Indian Transport & Logistics

2028 is earliest for overcapacity absorption: Sea-Intelligence

Lower demand growth, modest supply growth or lower structural factor could push 2019-level balance to 2030 or beyond

2028 is earliest for overcapacity absorption: Sea-Intelligence

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The container shipping market is heading into a traditional downcycle as 2023 is seeing significant excess capacity being delivered, and in all likelihood the same will happen in 2024.

"The question then remains of when the current and overcoming overcapacity market will balance again," asks the latest update from Sea-Intelligence.

The most positive scenario, within reason, from the perspective of the carriers would be as follows:

1) Container volume growth of 3.8 percent YoY from 2024, matching the average growth of the post-financial crisis and pre-pandemic period of 2011-2019;

2) Supply growth in 2023-2026 based on the current orderbook,

3) Supply growth of just 1.3 percent for the period post-2026, matching the lowest level seen in the past 10 years (in 2016), and

4) A “structural factor” – i.e. how much faster supply can grow over demand with the market remaining in balance – of 2.2 percentage points.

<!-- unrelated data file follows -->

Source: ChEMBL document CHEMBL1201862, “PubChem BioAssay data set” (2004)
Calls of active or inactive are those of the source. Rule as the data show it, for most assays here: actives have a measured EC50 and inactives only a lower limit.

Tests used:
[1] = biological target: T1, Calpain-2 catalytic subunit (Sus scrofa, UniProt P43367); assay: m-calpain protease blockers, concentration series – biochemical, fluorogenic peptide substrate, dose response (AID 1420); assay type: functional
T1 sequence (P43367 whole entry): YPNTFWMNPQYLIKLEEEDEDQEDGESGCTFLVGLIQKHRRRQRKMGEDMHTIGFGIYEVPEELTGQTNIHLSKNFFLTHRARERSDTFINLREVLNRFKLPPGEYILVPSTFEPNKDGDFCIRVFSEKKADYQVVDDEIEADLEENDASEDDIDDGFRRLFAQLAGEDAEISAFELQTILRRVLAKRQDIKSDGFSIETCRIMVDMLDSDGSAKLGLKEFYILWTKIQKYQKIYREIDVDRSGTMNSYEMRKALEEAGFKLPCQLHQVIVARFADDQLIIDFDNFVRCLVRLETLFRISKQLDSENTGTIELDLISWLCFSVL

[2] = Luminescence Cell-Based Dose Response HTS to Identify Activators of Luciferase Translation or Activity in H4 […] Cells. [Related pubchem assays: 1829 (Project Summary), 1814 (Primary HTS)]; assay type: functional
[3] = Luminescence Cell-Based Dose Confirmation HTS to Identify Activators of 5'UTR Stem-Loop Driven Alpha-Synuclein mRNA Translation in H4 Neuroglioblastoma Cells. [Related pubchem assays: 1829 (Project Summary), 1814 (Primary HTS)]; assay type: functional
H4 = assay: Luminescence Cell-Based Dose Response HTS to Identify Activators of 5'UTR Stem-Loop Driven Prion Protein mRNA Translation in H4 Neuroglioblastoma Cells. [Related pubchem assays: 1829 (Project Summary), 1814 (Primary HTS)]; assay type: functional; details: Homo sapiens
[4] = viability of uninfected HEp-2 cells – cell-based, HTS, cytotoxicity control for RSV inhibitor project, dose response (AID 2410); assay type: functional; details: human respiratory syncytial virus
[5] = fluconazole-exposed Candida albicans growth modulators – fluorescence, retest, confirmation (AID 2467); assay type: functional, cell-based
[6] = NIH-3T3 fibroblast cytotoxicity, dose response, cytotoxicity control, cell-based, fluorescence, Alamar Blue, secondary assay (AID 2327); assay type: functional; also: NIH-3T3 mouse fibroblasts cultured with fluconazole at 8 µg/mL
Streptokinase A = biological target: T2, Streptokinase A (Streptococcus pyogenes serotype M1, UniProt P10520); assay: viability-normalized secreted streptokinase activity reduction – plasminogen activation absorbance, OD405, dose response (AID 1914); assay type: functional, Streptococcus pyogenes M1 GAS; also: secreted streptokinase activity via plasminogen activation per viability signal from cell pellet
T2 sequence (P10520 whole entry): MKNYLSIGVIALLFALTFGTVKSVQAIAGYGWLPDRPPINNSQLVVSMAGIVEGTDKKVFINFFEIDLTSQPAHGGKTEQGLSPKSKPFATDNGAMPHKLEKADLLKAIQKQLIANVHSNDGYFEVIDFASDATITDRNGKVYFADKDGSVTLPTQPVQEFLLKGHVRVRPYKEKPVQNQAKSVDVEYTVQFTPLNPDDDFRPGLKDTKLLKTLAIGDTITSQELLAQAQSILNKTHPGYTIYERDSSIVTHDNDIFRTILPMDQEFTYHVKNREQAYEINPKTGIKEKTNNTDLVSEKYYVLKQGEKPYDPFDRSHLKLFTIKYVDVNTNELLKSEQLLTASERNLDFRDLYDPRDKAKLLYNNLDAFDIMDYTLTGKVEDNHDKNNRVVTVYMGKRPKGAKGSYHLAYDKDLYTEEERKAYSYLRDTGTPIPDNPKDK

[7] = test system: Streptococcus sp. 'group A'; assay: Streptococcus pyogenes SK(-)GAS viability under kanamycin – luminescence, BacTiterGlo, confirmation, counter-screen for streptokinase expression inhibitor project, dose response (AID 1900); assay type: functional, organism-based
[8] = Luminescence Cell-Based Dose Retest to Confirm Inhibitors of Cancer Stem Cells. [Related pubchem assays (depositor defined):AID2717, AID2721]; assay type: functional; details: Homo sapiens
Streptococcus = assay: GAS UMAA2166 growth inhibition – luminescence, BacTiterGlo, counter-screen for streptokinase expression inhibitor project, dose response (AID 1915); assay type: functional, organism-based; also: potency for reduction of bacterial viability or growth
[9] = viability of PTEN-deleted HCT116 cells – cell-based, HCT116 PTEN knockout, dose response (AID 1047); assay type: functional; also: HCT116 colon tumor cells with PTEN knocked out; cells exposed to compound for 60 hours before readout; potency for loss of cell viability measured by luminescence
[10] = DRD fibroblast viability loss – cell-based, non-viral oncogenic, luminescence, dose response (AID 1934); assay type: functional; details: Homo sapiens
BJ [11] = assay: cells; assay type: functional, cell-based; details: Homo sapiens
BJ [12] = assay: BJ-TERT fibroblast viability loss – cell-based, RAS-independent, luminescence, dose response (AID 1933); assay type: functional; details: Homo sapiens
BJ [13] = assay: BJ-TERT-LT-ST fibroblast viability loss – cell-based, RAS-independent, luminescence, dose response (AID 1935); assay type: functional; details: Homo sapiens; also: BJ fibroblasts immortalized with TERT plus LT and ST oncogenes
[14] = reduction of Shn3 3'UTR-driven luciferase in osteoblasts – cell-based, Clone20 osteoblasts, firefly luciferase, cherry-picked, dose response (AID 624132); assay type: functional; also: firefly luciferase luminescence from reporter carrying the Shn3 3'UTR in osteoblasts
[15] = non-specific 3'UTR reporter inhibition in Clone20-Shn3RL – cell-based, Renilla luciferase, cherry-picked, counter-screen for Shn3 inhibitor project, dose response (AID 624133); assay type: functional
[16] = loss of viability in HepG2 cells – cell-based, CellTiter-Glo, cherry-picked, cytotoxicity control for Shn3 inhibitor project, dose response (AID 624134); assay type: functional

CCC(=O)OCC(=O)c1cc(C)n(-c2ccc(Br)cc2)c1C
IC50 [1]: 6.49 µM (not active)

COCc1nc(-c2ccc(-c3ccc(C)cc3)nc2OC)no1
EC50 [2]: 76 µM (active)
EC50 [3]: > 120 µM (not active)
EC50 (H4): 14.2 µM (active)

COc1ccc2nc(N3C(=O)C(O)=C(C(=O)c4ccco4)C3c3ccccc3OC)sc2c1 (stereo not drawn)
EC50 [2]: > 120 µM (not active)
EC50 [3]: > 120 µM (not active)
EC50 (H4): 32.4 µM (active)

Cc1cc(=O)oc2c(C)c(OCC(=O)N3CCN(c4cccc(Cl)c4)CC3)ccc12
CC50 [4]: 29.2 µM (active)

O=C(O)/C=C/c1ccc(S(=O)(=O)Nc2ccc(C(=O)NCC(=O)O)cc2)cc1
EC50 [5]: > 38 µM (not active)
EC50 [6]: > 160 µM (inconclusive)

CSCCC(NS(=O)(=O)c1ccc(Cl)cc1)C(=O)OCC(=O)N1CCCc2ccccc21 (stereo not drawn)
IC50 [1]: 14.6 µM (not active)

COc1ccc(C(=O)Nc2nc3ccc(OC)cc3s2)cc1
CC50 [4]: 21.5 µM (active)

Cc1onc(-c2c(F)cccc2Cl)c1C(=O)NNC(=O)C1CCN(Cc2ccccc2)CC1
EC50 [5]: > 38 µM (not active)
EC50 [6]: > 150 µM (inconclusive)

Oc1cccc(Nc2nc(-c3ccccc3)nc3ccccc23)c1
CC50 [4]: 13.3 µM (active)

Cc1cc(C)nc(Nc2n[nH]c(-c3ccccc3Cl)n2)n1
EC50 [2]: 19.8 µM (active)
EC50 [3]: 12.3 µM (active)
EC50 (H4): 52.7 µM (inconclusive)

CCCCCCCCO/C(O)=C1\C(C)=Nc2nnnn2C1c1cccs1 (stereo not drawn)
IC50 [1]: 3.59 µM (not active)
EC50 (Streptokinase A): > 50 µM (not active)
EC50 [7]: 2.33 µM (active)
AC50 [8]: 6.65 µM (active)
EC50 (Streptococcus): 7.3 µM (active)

"Figure 1 shows the extent of the global oversupply compared to the pre-pandemic norm of 2019 for the 2020-2030 period, given the rather optimistic assumptions above. So, absent an explosion in global container demand, another pandemic soaking up capacity or carriers laying up a significant share of the global fleet and ordering no more vessels, then we could see a 2019-level of supply/demand balance in 2028.

"Gaining this balance in 2028 would imply an eight-year span – the same as the cycle from the financial crisis until balance was restored again in 2017. The worst of the overcapacity will be seen in 2024, and by 2026, 1/3rd of the overcapacity will have been absorbed.

"However, if the assumptions underpinning the positive scenario are put in jeopardy by lower demand growth, even modest supply growth, or a lower structural factor, all of which are quite likely, then the 2019-level balance could be pushed out to 2030 or beyond."

Carriers to report $15bn loss in 2024

Container carriers are expected to report a loss of $15 billion in 2024, according to the latest Container Market Annual Review and Forecast from Drewry.

Simon Heaney, Senior Manager, Container Research, Drewry is expecting a 60 percent reduction in freight rates this year "to be followed by a drop of 33 percent in 2024."

The low freight rates, according to Heaney, are the outcome of the demand-supply mismatch - while supply is expected to increase 6.4 percent, demand growth is likely to be tepid at around two percent.

South Asia is likely to lead the demand outlook with nearly five percent YoY increase while "western economies of North America, Europe and Oceania reside in the middle-tier in terms of growth, mainly because they have suffered most this year and therefore have a greater opportunity to bounce back."

Drewry feels it won't be until 2026 that fleet and demand growth will be in sync. "Based on our long-term supply-demand projections, carriers face a relentless challenge to achieve equilibrium over the next few years," Heaney added.

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